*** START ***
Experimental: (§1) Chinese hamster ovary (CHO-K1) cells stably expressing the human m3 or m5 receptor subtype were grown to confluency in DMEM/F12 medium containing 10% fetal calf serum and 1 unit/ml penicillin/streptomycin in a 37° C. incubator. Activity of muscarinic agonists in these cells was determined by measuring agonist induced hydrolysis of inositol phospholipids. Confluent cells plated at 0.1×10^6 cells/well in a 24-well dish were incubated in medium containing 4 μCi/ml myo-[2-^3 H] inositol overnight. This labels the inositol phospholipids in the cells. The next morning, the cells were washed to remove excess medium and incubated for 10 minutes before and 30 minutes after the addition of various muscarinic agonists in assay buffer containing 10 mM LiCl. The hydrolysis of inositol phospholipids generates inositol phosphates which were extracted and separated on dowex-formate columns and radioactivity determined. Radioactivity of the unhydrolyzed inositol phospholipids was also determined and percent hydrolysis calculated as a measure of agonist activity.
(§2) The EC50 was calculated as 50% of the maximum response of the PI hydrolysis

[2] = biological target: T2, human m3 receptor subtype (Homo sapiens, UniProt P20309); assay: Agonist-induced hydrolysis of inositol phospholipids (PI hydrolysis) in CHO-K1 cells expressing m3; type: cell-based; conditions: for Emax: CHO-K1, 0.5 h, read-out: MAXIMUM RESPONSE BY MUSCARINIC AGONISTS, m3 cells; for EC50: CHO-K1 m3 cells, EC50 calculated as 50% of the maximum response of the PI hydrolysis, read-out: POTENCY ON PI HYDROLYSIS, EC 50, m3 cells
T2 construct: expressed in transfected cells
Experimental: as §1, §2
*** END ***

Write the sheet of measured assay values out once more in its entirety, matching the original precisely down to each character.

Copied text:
Experimental: (§1) Chinese hamster ovary (CHO-K1) cells stably expressing the human m3 or m5 receptor subtype were grown to confluency in DMEM/F12 medium containing 10% fetal calf serum and 1 unit/ml penicillin/streptomycin in a 37° C. incubator. Activity of muscarinic agonists in these cells was determined by measuring agonist induced hydrolysis of inositol phospholipids. Confluent cells plated at 0.1×10^6 cells/well in a 24-well dish were incubated in medium containing 4 μCi/ml myo-[2-^3 H] inositol overnight. This labels the inositol phospholipids in the cells. The next morning, the cells were washed to remove excess medium and incubated for 10 minutes before and 30 minutes after the addition of various muscarinic agonists in assay buffer containing 10 mM LiCl. The hydrolysis of inositol phospholipids generates inositol phosphates which were extracted and separated on dowex-formate columns and radioactivity determined. Radioactivity of the unhydrolyzed inositol phospholipids was also determined and percent hydrolysis calculated as a measure of agonist activity.
(§2) The EC50 was calculated as 50% of the maximum response of the PI hydrolysis

[2] = biological target: T2, human m3 receptor subtype (Homo sapiens, UniProt P20309); assay: Agonist-induced hydrolysis of inositol phospholipids (PI hydrolysis) in CHO-K1 cells expressing m3; type: cell-based; conditions: for Emax: CHO-K1, 0.5 h, read-out: MAXIMUM RESPONSE BY MUSCARINIC AGONISTS, m3 cells; for EC50: CHO-K1 m3 cells, EC50 calculated as 50% of the maximum response of the PI hydrolysis, read-out: POTENCY ON PI HYDROLYSIS, EC 50, m3 cells
T2 construct: expressed in transfected cells
Experimental: as §1, §2